Islamic State Targets Hit In Syria, Pentagon Says

Sep 23, 2014
Originally published on September 23, 2014 1:20 pm
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AUDIE CORNISH, HOST:

The U.S. has widened its campaign against the jihadist militant group ISIS. Aircraft and missiles struck targets overnight in Iraq and for the first time in Syria. And the U.S. says without offering any details that no fewer than five Arab nation allies participated in some way. NPR's Pentagon Correspondent Tom Bowman joins us now. Hey there, Tom.

TOM BOWMAN, BYLINE: Good morning, Audie.

CORNISH: So, no details really about the involvement of the Arab allies. But what do we know about what has happened?

BOWMAN: Well, the Pentagon says there were 14 strikes against Islamic State targets around Raqqa. They hit ISIL fighters, training compounds, headquarters, command-and-control facilities, trucks and armored vehicles. They used Tomahawk missiles launched from sea; each of these has a thousand pound warhead. They were launched from the USS Arleigh Burke and the USS Philippine Sea in the Red Sea in the Northern Arabian golf - also Air Force, Navy and Marine Corps fighters.

Now also Arab states were involved, they said, Bahrain, Jordan, Saudi Arabia, Qatar and the United Arab Emirates - UAE, they said they participated in or supported the airstrikes. But we're not sure if their warplanes actually hit targets or if they provided surveillance planes, refueling planes or just airfields. So we don't know that at this point.

CORNISH: Now the Pentagon also talked about airstrikes in the west of Syria that the U.S. did on its own. What more can you tell us about that?

BOWMAN: That's right, Audie. The U.S. said it hit eight targets west of the city of Aleppo, they include training camps, explosive ammunitions, production facilities, a building, command-and-control facilities. Now these targets were not against the Islamic State, but against a collection of militant fighters called the Khorasan group. And the Pentagon's says they're al-Qaida veterans plotting attacks against the United States in Western interests. Now this is new because U.S. officials have long said the Islamic State does not present an immediate threat to the United States, more to the region. And that over time the Islamic State could hit the United States. So this Khorasan group appears to be more of a threat in the short term. Now these strikes could help the martyr rebels as well - The Free Syrian Army, which is supported by the United States. Now, they're also fighting around Aleppo. And the city's basically split into thirds. You have this Khorasan group, you have the Syrian government and you also have these moderate rebels. So over time this could actually help the moderate Syrian rebels take that area, which is now held by militant groups.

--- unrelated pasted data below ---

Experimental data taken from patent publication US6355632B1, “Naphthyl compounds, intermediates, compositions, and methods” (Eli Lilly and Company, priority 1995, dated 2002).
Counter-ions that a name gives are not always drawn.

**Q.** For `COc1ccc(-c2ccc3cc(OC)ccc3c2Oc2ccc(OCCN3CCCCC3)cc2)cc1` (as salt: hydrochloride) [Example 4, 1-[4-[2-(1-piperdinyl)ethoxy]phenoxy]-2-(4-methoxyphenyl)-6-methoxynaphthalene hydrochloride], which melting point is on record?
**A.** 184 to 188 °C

CORNISH: Meanwhile, Tom, what's been the response from ISIS?

BOWMAN: Well, an Islamic State fighter said on Tuesday that the group will respond to U.S.-led airstrikes inside Syria. And the group blamed Saudi Arabia for allowing this to happen. Of course the Saudi's were told took part in these airstrikes, offered some sort of support, we don't know exactly what. And also, as we know, Saudi Arabia will provide training for rebels on their turf being led by the United States.

CORNISH: That's NPR Pentagon Correspondent Tom Bowman. Tom, thanks so much for your reporting.

BOWMAN: You're welcome. Transcript provided by NPR, Copyright NPR.